Progressives, Teachout especially, didn’t think the other Cuomo story was getting told. Cuomo had spent his tenure working with a Republican state Senate—in marked contrast to former Democratic Gov. Eliot Spitzer—and giving school boards less than they asked for while proposing property and estate tax cuts. After his lieutenant governor bowed out, he chose former Rep. Kathy Hochul as a running mate—Hochul, who had won a tough western New York district by running to the center, Hochul who even took credit for quashing a bill that would have given driver’s licenses to undocumented immigrants.
“Cuomo wants to win by some massive margin, to prove that he’s a national candidate,” says Wu. “That’s why he picked Hochul. He wants to be what Chris Christie used to be known as. I just don’t think that’s a responsible way to govern the state. There’s a battle going on for the heart and soul of the Democratic Party right now, and there are some deep ideological divides that sometimes we paper over because there’s a Democratic president. On immigration, I think we should be having an open debate in the party.”
So far, it’s almost working—and ironically, that may be due to an early setback for the progressives. Teachout entered the race days before the Working Families Party convention, where activists would determine the progressive third party’s ballot line. She’d been approached to run months earlier, at a time when polls suggested that a WFP candidate could pull a quarter of the vote. All of it would come from Cuomo’s left. Any of it would cost Cuomo him his expected landslide. Too much of it would elect a Republican governor.
The progressives were cut off at the pass. Cuomo scrambled, cutting a video to court the WFP endorsement, then cutting another to make sure the details were right. The governor who’d already been making election-year deals with labor unions made specific concessions to the left. Deny Teachout the WFP line, and he’d try to elect a Democratic Senate. Once he had that Senate, he’d get their way on a New York version of the DREAM Act, on marijuana decriminalization, and on public matching funds for state campaigns.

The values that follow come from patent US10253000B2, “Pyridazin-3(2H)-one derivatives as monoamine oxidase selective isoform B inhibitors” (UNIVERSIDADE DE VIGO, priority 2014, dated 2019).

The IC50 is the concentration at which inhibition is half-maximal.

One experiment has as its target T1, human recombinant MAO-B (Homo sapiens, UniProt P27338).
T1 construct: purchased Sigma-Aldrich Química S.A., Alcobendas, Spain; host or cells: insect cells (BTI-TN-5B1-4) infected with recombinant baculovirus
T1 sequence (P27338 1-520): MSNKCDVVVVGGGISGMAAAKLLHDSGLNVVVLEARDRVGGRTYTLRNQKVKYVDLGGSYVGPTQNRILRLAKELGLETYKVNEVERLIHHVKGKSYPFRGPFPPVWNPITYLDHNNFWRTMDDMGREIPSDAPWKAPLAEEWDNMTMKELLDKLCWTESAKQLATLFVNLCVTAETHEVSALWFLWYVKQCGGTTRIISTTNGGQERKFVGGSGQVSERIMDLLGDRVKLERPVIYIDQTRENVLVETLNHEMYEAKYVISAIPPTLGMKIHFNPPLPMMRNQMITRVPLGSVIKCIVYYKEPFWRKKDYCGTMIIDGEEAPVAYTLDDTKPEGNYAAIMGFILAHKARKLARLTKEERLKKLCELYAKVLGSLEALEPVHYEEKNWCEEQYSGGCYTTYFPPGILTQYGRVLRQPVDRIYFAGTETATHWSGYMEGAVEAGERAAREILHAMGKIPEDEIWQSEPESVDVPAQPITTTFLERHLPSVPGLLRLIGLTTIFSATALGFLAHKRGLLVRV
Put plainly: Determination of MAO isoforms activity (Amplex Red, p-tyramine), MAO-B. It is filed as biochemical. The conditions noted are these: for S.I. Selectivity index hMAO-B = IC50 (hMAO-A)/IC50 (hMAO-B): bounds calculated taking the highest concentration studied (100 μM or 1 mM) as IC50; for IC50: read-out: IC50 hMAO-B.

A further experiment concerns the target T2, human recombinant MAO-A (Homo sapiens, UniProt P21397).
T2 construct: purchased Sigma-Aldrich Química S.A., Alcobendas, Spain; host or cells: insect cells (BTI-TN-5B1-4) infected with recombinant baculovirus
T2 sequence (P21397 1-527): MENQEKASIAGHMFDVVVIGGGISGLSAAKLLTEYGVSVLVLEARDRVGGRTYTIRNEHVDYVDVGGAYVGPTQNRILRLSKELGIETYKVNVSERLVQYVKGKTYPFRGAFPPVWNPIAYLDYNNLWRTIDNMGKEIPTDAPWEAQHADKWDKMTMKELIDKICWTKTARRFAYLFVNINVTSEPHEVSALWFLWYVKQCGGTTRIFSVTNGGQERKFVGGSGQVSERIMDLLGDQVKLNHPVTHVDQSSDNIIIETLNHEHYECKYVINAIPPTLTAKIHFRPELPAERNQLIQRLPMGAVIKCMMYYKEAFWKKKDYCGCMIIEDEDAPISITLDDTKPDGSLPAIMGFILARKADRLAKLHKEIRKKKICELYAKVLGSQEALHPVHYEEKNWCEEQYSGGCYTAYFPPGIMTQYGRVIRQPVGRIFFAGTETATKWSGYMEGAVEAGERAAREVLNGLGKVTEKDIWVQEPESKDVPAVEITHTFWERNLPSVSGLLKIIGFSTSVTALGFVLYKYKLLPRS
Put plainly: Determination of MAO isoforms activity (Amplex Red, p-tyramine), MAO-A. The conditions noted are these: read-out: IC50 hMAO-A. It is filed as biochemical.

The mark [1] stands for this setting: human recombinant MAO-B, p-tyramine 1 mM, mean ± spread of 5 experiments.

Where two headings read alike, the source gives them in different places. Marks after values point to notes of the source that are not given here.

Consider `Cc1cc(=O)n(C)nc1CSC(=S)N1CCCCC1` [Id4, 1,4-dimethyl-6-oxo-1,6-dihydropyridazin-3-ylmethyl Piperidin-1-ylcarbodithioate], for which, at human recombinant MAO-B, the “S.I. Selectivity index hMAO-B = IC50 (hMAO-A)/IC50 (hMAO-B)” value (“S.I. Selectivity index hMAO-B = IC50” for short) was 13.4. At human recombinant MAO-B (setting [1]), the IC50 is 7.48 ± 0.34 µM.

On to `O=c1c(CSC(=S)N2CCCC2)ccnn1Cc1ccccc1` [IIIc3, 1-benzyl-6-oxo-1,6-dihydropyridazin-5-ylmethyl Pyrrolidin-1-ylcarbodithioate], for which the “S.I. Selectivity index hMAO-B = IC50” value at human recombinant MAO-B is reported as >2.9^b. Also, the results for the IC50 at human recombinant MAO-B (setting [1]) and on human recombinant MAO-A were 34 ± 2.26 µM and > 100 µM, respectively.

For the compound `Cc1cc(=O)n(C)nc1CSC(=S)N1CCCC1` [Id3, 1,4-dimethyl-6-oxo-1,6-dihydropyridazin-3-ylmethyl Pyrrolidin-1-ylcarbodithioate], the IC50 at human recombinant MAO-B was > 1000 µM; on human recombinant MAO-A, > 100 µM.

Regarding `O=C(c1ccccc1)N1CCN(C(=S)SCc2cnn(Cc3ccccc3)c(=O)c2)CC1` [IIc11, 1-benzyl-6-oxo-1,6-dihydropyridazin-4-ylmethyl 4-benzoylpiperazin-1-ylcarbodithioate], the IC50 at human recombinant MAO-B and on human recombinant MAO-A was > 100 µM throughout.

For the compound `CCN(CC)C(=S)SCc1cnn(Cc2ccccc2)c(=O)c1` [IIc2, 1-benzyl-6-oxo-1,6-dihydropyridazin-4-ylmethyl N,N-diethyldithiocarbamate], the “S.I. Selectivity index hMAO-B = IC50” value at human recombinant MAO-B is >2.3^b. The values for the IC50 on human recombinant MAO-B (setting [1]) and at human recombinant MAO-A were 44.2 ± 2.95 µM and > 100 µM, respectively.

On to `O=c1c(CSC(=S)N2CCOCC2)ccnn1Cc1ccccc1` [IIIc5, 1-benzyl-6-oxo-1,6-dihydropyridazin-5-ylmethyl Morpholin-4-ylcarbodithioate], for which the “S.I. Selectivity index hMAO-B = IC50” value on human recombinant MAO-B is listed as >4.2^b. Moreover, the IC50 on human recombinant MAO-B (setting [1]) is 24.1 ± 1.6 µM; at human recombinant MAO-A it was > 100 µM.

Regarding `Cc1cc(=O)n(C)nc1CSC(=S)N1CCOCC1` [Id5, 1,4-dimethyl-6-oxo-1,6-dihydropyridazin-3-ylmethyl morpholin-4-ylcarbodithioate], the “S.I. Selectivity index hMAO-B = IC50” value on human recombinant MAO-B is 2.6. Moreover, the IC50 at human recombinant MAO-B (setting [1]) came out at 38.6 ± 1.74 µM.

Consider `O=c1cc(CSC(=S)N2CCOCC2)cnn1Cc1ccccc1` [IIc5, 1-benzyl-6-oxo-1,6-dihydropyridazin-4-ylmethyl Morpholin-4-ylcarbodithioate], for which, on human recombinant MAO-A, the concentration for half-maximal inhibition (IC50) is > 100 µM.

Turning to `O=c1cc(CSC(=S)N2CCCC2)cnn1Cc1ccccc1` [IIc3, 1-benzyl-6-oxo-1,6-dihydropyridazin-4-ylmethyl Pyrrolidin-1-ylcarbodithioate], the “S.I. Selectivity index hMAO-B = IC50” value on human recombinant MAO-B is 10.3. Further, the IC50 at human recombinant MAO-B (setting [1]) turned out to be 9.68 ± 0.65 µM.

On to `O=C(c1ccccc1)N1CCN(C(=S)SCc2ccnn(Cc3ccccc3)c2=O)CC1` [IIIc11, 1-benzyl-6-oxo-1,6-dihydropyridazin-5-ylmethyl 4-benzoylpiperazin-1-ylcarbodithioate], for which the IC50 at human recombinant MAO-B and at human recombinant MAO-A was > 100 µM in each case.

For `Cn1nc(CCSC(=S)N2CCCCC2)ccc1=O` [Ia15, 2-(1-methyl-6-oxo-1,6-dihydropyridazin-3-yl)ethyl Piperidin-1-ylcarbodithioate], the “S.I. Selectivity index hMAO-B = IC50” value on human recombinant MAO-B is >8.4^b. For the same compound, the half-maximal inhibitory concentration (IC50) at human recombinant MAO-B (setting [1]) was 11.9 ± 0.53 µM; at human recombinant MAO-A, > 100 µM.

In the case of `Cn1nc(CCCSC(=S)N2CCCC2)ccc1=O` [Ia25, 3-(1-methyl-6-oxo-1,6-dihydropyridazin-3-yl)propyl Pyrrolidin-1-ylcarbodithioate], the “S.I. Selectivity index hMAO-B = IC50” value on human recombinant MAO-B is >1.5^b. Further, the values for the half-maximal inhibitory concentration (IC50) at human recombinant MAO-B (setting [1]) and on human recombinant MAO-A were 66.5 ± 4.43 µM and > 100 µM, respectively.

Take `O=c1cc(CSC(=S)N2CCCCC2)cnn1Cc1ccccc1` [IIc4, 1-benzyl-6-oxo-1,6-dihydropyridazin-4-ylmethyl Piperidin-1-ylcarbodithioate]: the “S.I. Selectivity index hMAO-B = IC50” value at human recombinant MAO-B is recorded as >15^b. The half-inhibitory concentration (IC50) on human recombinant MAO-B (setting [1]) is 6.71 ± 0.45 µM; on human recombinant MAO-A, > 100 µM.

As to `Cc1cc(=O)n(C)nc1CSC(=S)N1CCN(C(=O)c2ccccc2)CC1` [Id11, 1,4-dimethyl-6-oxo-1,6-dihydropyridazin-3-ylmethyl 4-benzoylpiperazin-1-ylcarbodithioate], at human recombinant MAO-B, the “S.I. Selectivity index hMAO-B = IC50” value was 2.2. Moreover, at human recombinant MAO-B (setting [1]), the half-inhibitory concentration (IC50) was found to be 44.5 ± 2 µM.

It worked. Cuomo won the nomination with close to 60 percent of the vote. But that removed any threat that a Teachout and Wu ticket could spoil the Democrats.
“Boy, you want to see this club go nuts?” says Dan Florentio, a retiree and regular at the Staten Island meeting. “Mention Ralph Nader. If she ran and somehow cost Cuomo the election, she’d be the devil incarnate.”
Since she’s not running in the fall, since she’s only now primarying Cuomo among Democrats, Teachout is instead copping a move from the Tea Party. Conservatives stayed inside the Republican Party to force it further right, and Teachout watched it with a combination of dread and jealousy.
“The tea parties represent a genuine, authentic civic anger,” Teachout wrote in The Nation in 2009. “I think the public anger is warranted. We are spending billions of dollars on bank bailouts that will not serve us. People are profoundly, and rightly, insecure about their jobs, where they live, their health care, and the economy. They are concerned, rightly, that the government’s response seems to be driven by the financial industry. They are concerned, rightly, about the cost of the programs and the degree of deficit spending.”
The left-wing Tea Party never happened. Occupy Wall Street happened, and Teachout spent time with New York activists, encouraging them to focus on “Madison’s idea of decentralized power.” The internal Democratic Party policing just never happened. Even in Chicago, where one possible progressive challenger to Mayor Rahm Emanuel led him by 22 points, the establishment scared her off with a tower of campaign money.
Teachout will be outspent, too. Whoever was going to run against Cuomo was going to be outspent. In Staten Island, she ends her pitch with a real-life allegory about her family’s Vermont farm, an idyllic place roamed by cows and chickens, and then, eventually, a bull.
“We weren’t ready for the bull,” says Teachout.
She walks the crowd through the ensuing crisis, and how at age 8 she was dispatched to taunt the bull into running from a neighbor’s property back into theirs. “My job was to walk up to the bull, bother him a little bit, maybe tickle his nose, and then run as fast as I could.”
Teachout pauses and grins wide.
“So now I’m running for governor of the state of New York.”